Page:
83 Pekrun, R and Linnenbrink-Garcia, LIntroduction to emotions in education’ in Pekrun, R and Linnenbrink-Garcia, L (eds) International Handbook of Emotions in Education (London and New York: Routledge, 2014) p 1Google Scholar.

84 Collaborative for Academic, Social and Emotional Learning What is Social and Emotional Learning? (2015), available at http://www.casel.org/social-and-emotional-learning/ (last accessed 5 July 2018); see also Elias, MJ Academic and Social-Emotional Learning. Educational Practices Series – 11 (Chicago: International Academy of Education and International Bureau of Education, 2003)Google Scholar.

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86 Durlak, JA et al. ‘The impact of enhancing students’ social and emotional learning: a meta-analysis of school-based universal interventions’ (2011) 82 Child Development 405 at 417CrossRefGoogle ScholarPubMed; see also Payton, J et al. The Positive Impact of Social and Emotional Learning for Kindergarten to Eight-grade Students. Findings from Three Scientific Reviews (Chicago: Collaborative for Academic, Social, and Emotional Learning, 2008)Google Scholar; National Institute for Health Clinical Excellence Promoting Children's Social and Emotional Wellbeing in Primary Education (2008) 12, available at https://www.nice.org.uk/guidance/ph12/chapter/Introduction (last accessed 5 July 2018).

87 Following the 2010 general election this support seems to have been withdrawn, although SEAL remains widely used see J Casey A Critical Literature Review. Should the Social and Emotional Aspects of Learning (SEAL) Programme Continue to be Used in Schools, as a Mechanism for Promoting Attainment? (2011) pp 5–6, available at http://sealcommunity.org/files/member_resources/SEAL%20evidence%20review.pdf (last accessed 5 July 2018); T Bywater and J Sharples ‘Effective evidence-based interventions for emotional well-being: lessons for policy and practice’ (2012) 27 Research Papers in Education 389 at 393.

88 Bannerjee, R, Weare, K and Farr, WWorking with “social and emotional aspects of learning” (SEAL): associations with school ethos, pupil social experiences, attendance and attainment’ (2014) 40 British Educational Research Journal 718 at 721CrossRefGoogle Scholar; Bywater and Sharples, above n 87, at 392.

89 K Weare and G Gray What Works in Developing Children's Emotional and Social Competence and Wellbeing? Research Report RR456 (Department for Education and Skills, 2003), available at http://webarchive.nationalarchives.gov.uk/20130401151715/http://www.education.gov.uk/publications/eOrderingDownload/RR456.pdf (last accessed 5 July 2018).

90 N Humphrey, A Lendrum and M Wigelsworth Social and Emotional Aspects of Learning (SEAL) Programme in Secondary Schools: National Evaluation Research Report RR049 (Department for Education, 2010), available at https://www.gov.uk/government/uploads/system/uploads/attachment_data/file/181718/DFE-RR049.pdf (last accessed 5 July 2018) p 90.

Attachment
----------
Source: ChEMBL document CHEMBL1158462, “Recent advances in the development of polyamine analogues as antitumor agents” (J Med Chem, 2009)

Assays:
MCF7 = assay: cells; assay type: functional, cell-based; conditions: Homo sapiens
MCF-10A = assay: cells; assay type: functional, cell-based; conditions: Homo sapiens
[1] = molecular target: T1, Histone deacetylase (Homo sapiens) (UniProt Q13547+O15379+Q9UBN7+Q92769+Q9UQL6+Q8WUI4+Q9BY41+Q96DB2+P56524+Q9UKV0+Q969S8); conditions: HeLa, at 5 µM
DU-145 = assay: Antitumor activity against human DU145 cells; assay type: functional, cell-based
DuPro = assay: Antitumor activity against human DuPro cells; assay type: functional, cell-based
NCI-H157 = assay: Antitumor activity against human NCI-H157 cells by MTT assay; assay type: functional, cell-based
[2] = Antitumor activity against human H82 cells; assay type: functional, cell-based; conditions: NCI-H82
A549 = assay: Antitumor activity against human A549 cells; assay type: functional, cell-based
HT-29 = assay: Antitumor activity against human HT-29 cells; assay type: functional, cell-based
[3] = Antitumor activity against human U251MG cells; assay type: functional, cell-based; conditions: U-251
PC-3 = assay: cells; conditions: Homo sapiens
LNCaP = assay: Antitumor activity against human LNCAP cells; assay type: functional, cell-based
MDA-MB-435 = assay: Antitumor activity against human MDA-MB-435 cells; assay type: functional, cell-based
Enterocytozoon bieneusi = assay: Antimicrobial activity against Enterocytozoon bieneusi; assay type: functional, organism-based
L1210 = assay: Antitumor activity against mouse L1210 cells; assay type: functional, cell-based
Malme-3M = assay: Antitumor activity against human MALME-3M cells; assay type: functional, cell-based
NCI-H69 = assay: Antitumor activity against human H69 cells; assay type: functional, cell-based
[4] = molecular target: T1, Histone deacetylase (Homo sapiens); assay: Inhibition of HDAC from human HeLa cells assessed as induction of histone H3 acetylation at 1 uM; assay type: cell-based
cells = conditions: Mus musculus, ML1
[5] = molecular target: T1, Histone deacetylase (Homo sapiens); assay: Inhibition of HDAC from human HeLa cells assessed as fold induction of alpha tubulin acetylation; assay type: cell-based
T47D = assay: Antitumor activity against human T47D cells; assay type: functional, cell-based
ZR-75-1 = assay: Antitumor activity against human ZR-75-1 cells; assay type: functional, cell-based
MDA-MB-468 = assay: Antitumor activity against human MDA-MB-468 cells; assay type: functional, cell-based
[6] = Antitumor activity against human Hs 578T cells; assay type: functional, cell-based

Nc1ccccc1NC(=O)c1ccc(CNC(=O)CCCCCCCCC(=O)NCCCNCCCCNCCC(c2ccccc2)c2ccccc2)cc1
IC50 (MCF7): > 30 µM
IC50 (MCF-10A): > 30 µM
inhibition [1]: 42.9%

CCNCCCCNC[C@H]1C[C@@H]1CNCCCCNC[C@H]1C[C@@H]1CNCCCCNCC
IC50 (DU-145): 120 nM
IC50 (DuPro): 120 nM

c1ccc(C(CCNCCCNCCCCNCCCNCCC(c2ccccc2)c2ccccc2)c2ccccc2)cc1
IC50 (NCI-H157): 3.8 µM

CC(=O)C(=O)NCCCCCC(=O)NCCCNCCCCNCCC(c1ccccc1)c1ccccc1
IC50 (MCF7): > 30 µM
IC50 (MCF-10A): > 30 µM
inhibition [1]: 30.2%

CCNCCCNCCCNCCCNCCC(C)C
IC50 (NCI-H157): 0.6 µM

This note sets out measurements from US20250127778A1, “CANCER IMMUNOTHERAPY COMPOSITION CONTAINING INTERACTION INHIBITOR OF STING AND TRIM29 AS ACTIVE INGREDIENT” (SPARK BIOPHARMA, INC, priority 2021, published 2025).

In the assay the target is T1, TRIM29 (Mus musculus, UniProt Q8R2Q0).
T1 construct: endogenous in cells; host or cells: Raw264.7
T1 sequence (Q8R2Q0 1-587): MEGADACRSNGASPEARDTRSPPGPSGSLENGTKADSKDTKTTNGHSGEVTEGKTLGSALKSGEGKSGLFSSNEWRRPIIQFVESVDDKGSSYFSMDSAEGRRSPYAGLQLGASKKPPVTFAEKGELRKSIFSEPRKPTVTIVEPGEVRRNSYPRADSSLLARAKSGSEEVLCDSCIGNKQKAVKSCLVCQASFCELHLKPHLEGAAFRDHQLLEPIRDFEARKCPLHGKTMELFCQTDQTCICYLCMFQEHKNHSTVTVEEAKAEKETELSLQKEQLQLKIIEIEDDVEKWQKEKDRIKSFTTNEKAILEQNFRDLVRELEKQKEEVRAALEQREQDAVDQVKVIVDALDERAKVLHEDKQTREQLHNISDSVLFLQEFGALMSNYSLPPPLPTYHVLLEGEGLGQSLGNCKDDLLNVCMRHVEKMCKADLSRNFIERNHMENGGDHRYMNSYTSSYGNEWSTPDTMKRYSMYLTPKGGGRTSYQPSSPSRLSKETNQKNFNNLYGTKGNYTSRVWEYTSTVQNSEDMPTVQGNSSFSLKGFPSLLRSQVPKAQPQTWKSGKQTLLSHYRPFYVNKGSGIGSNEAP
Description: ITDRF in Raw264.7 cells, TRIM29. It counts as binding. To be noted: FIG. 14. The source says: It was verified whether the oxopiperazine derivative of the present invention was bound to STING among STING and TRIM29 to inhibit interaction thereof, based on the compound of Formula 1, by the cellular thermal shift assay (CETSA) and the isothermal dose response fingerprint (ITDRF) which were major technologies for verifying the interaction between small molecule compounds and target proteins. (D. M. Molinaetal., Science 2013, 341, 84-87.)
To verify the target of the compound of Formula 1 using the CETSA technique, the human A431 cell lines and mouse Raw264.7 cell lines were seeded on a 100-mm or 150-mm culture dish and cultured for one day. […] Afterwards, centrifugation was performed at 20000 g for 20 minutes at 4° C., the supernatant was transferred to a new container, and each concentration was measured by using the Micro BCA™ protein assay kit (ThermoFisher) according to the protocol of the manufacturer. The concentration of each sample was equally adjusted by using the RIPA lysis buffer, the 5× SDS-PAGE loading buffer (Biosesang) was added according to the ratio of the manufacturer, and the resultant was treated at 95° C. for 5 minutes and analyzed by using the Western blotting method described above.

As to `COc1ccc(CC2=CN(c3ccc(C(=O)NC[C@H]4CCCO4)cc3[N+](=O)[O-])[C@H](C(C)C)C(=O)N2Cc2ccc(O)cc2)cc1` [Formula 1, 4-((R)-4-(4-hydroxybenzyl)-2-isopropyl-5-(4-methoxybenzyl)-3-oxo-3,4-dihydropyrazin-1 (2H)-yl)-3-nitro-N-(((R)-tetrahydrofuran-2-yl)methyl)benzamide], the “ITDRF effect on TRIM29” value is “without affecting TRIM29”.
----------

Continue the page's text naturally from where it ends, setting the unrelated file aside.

91 Humphrey et al, above n 90, at p 91.

92 Bannerjee et al, above n 88, at 719; see also Humphrey et al, above n 90, at p 102; P Smith et al Secondary Social, Emotional and Behavioural Skills Pilot Evaluation Research Report RR003 (Department for Children, Schools and Families, 2007), available at http://eprints.whiterose.ac.uk/73993/1/Secondary_SEBS_Pilot_Evaluation_Research_Report.pdf (last accessed 5 July 2018); S Hallam, J Rhamie and J Shaw Evaluation of the Primary Behaviour and Attendance Pilot, Research Report 717 (Department for Education and Skills, 2006), available at http://sealcommunity.org/files/resources/Evaluation%20of%20the%20primary%20behaviour%20and%20attendance%20pilot.pdf (last accessed 4 July 2018).

93 Bannerjee et al, above n 88, at 735.

94 C Leathwood and V Hey ‘Gender/ed discourses and emotional sub-texts: theorising emotion in UK higher education’ (2009) 14 Teaching in Higher Education 429 at 429.

95 Leathwood and Hey, above n 94, at 429; see also Lynch, above n 41.

96 Ecclestone, KEmotionally-vulnerable subjects and new inequalities: the educational implications of an “epistemology of the emotions”’ (2011) 21 International Studies in Sociology of Education 91CrossRefGoogle Scholar; Ecclestone, K, Hayes, D and Furedi, FKnowing me, knowing you: the rise of therapeutic professionalism in the education of adults’ (2005) 37 Studies in the Education of Adults 182CrossRefGoogle Scholar; Ecclestone, KLearning or therapy? The demoralisation of education’ (2004) 52 British Journal of Educational Studies 112CrossRefGoogle Scholar; Ecclestone, KDeveloping self-esteem and emotional well-being – inclusion or intrusion?’ (2004) 16 Adult Learning 11Google Scholar; see also F Furedi ‘The silent ascendancy of therapeutic culture in Britain (2002) 39 Society 16.